Perez showed some of his best work through 10, and he targeted the left side of Diaz’s body. Diaz did not falter and quickly took momentum back off of a 3-punch combo up top.
They closed the show throwing punches till the final bell and the judges turned in the scores of 97-93 twice and 98-92.
Marlene Esparza win MD10 over Gabriela Alaniz, retains WBC, WBA, & WBO flyweight titles; Judges scores: 95-95, 99-91, and 97-93
The crowd was in full appreciation for their unified female flyweight champion and Houston, Texas’ own Marlene Esparza as she defended her WBC, WBA, and WBO titles against Argentina’s undefeated Gabriela Alaniz.
Both women came out of round one with little desire to ‘feel-out’ and the leather was being served up quick.
Esparza picked her spots well, but she did seem a little jittery with her movement early.
Alaniz, to her credit, did not seem overwhelmed or uncomfortable being the road fighter.
Alaniz used pressure to prevent Marlene from catching a rhythm, and it seemed like she was prepared to let her hands go whenever she was in range, but the champ showed off her defensive prowess to close out round three.
In round 4, Esparza was able to control range better than her opponent and she was also more tactical—picking her shots as opposed to Alaniz’s punches in bunches approach. This fight script led to diverse opinions at press-row.
Heading into the midpoint of the fight, Esparza was now fully aware of fight script and she did a better job of staying inside of her opponent’s punching zone.
Still, Esparza was cut on her left temple, and while replay showed a hook from Alaniz that landed on the same area as the cut, the quick in-and-out style is a recipe for headbutts.
Esparza’s confidence was building as she landed one of the hardest shots of the fight in the 6th and closed out that very same round showcasing her movement and defense, causing Alaniz to whiff away the last 10 seconds.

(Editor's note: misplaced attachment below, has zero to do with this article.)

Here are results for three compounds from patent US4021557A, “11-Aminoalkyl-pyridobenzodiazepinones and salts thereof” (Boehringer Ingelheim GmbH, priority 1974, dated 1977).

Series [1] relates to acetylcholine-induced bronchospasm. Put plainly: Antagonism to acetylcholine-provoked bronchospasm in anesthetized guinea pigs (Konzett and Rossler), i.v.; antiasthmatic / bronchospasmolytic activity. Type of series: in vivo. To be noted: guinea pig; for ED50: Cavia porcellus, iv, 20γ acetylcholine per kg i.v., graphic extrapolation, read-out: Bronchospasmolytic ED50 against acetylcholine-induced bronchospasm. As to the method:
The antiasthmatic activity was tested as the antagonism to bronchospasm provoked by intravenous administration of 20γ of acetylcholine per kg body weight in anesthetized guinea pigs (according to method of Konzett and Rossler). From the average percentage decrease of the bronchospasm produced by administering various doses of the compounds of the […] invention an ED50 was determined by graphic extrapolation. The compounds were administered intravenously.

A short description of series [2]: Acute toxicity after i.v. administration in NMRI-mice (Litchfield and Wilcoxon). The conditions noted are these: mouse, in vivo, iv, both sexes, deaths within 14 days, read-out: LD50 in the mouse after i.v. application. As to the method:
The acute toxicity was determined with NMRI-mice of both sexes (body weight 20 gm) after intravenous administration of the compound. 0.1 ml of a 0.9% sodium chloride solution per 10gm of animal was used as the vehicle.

Punch stats gave an accurate accounting of the fight script as Alaniz landed more punches because she was throwing more punches, but Esparza was more accurate—enjoying a 10% advantage in accuracy over her opponent through 6 rounds.
Esparza started the 9th by landing an overhand right that landed, causing Alaniz to start the round in ‘get back’ mode.
The former Olympic bronze medalist at the 2012 London Games was now showing levels of separation between her game and that of Alaniz.
Both women came out swinging to start the 10th and final round of the championship match.
Alaniz stuck to her strategy while Marlen worked to create damage in her offense.
Both fighters finished strong and unwilling to back down, but ultimately the judges would decide the winner by scores of 95-95, 99-91, and 97-93 in favor of Esparza who retained her title via MD10.
The action got started around 6PM CT inside the very cool AT&T Center, in direct contrast to the scorching San Antonio, Texas heat, and the non-televised portion of the card featured the big boys in the cruiser and heavyweight divisions.
Former member of the U.S. National team, Darius Fulghum, 5-0 with as many KO’s as wins heading into his bout with Jeremiah Cutright (13-9, 10KOs) of Saint Charles, MO.
Fulghum weighed in at 176.5 to Cutright’s 178.5lbs.
Darius Fulghum showed up on Saturday to hurt someone to the body and head and anywhere else he wanted as he earned the 3rd round stoppage over his opponent, Jeremiah Cutright.